Being away from home during this pandemic, migrants in Thailand are likely to lack access to support services. Furthermore, the aftermath of the COVID-19 pandemic is likely to affect migrant women disproportionately due to harmful gender norms of the host country. Read More...
A Glimpse on Poor and Extreme Poor Pregnant and Lactating Women’s Situation in Sunamganj, amidst COVID-19
The Covid-19 pandemic in Lebanon is a crisis within a crisis. It occurred during a broader socio-economic meltdown that has shaken the country in recent months. In October 2019, Lebanese occupied the streets in various cities across the country demonstrating against corruption, unemployment and sectarianism in the country. Lebanon appears to have responded effectively to the pandemic so far, a number of major challenges await it. With little measures to mitigate the economic impact of the confinement and protesters pushing to return to the streets, the country is entering a challenging era with a major impact on people’s lives; refugees (about 1,5 million) and host communities. It is imperative that measures that address the different needs of women, men, children and youth with particular attention to underlying vulnerabilities of certain groups including displaced people, refugee populations and migrant workers should be adopted in a comprehensive and coordinated way.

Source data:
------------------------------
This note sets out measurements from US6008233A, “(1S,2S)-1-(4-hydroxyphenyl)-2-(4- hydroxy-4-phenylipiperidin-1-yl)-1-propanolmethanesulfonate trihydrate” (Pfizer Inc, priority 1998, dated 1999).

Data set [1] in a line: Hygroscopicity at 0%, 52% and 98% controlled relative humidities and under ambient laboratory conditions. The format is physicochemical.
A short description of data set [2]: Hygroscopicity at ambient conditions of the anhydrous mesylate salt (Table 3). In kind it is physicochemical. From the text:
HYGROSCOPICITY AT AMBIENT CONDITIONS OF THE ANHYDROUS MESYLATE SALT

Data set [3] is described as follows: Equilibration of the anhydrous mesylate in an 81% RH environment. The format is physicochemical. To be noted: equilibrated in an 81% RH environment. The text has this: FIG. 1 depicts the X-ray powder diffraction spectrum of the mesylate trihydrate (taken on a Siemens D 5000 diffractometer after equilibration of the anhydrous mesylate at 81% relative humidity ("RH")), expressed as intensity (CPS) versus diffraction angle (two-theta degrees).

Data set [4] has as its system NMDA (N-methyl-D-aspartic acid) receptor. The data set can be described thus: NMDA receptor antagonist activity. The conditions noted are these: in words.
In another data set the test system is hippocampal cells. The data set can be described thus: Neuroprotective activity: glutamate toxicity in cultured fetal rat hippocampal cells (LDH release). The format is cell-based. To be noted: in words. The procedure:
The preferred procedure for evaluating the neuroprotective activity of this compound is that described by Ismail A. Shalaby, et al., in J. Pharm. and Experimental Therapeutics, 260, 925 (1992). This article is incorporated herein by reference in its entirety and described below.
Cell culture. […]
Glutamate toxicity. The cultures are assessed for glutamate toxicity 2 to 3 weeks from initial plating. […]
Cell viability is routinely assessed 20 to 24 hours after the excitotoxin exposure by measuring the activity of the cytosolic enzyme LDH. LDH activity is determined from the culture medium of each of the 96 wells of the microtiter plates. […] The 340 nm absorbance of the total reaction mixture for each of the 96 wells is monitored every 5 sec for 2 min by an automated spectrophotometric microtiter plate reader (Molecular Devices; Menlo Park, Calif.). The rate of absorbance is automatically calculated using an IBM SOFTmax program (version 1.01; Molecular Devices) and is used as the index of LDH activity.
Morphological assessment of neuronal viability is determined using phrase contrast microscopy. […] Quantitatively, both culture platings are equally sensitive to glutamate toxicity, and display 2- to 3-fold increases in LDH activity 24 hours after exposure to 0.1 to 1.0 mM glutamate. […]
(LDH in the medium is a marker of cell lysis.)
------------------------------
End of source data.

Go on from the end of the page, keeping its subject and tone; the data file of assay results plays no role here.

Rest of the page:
The Rapid Gender Analysis (RGA) intends to highlight how COVID-19 in the context of the socio-economic crisis impacts differently women, girls, boys and men and recommend measures to address and mitigate risks related to the protection and wellbeing of affected population. The RGA is looking into the following areas of interest:
• Gender roles and responsibilities
• Decision making, participation and leadership
• Health, mental health and SRHR
• Access to services and resources
• Safety and Protection
• Access to information and technology
• Capacities and coping mechanisms Read More...